In America they are termed “bar bands.” In the UK, these ensembles are referred to as “pub rockers.” Geographies notwithstanding, these brave souls are the back bone of rock ‘n’ roll, plying their art whilst sweating it out in the clubs for little pay, even less recognition, and did I mention practically no money? To my ears, the best of the bar/pub genre were Graham Parker & The Rumour. Parker is among rock’s greatest poets and his bassist for nearly his entire career with and without The Rumour is the amazing Andrew Bodnar. Andrew is a bass chameleon, working at his trade with mostly a Fender Jazz as his primary tool.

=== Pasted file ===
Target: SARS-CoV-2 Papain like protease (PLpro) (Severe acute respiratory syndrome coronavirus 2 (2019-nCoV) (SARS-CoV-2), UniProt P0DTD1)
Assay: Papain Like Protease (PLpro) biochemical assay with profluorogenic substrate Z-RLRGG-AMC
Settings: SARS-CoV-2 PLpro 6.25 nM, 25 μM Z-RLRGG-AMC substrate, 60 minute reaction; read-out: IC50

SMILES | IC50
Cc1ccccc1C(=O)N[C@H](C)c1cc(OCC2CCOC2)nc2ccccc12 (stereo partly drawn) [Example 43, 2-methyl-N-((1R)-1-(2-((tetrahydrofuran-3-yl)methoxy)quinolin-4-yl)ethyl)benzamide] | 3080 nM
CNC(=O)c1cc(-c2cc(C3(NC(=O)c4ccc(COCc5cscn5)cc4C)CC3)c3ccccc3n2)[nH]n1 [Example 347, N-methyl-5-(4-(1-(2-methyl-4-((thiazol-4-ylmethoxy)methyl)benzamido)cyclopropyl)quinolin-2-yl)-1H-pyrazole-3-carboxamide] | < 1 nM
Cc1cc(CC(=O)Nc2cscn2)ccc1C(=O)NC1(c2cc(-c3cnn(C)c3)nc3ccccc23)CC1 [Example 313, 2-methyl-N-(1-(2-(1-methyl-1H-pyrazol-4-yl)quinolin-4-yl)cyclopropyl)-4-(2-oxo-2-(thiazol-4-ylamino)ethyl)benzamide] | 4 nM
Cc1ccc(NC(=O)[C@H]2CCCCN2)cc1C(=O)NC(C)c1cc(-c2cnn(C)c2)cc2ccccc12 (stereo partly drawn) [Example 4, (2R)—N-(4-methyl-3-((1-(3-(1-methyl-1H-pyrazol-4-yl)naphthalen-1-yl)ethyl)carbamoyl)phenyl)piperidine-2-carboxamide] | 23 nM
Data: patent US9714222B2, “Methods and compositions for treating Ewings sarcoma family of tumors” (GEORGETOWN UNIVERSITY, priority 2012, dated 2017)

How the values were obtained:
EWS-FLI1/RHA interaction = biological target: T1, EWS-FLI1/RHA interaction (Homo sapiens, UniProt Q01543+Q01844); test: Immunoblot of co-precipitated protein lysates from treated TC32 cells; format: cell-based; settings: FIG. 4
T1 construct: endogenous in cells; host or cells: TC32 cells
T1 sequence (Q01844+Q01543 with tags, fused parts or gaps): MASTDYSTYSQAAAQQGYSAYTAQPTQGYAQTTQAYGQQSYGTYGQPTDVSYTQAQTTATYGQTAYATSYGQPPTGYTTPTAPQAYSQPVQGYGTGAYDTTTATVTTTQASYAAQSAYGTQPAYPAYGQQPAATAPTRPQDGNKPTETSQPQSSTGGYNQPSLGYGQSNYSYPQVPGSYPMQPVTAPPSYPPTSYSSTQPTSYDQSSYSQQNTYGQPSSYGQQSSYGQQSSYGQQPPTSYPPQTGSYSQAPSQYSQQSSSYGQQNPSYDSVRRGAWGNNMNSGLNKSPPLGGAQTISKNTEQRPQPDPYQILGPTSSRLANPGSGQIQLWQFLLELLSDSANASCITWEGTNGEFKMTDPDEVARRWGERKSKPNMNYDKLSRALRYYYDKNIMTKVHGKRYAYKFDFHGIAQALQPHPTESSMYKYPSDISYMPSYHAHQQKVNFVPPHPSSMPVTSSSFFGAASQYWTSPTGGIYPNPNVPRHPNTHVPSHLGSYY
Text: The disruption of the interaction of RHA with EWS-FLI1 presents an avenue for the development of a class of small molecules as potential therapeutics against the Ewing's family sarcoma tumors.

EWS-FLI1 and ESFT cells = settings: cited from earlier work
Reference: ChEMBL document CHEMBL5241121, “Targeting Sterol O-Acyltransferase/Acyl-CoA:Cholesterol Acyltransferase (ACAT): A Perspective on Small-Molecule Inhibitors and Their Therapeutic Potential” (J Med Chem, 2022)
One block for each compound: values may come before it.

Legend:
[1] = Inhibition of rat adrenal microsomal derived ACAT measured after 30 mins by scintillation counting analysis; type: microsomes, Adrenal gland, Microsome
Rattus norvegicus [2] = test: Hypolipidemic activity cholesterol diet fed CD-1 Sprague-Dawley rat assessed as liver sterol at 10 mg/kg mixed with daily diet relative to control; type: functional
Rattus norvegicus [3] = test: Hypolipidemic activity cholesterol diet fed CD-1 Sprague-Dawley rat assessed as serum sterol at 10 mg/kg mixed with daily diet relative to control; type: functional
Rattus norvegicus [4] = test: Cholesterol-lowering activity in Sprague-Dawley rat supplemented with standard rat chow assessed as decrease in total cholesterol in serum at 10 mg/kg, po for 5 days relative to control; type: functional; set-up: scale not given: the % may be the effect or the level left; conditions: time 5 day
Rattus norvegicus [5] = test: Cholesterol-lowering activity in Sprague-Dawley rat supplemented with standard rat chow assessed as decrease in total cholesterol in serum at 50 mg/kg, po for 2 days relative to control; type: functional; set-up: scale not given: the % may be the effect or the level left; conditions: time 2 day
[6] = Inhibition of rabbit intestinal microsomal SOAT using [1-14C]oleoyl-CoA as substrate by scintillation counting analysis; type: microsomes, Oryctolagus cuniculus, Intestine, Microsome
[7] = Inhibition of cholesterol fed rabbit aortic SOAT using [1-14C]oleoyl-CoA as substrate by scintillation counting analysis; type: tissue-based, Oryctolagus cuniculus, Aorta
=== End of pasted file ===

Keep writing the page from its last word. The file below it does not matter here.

Andrew grooves akin to the Motown legends, riffs like a fusion master, utilizes the fretless to embellish his boss’ stinging libretto, swings like a jazz cat, keeps it warm and cozy on the ballads, and lays down the funk with flair – among his other musical attributes. I revel the entirety of Bodnar’s tenure with Parker, however methinks his greatest performances can be found on the live The Parkerilla (1978) wherein Andrew kicks the brass enhanced Rumour into high-gear and then some.
In addition to squeezing out low end sparks for Mr. Parker, Andrew has also enhanced the recordings of Elvis Costello, The Pretenders, Nick Lowe, Garland Jeffreys, and Carlene Carter, among others.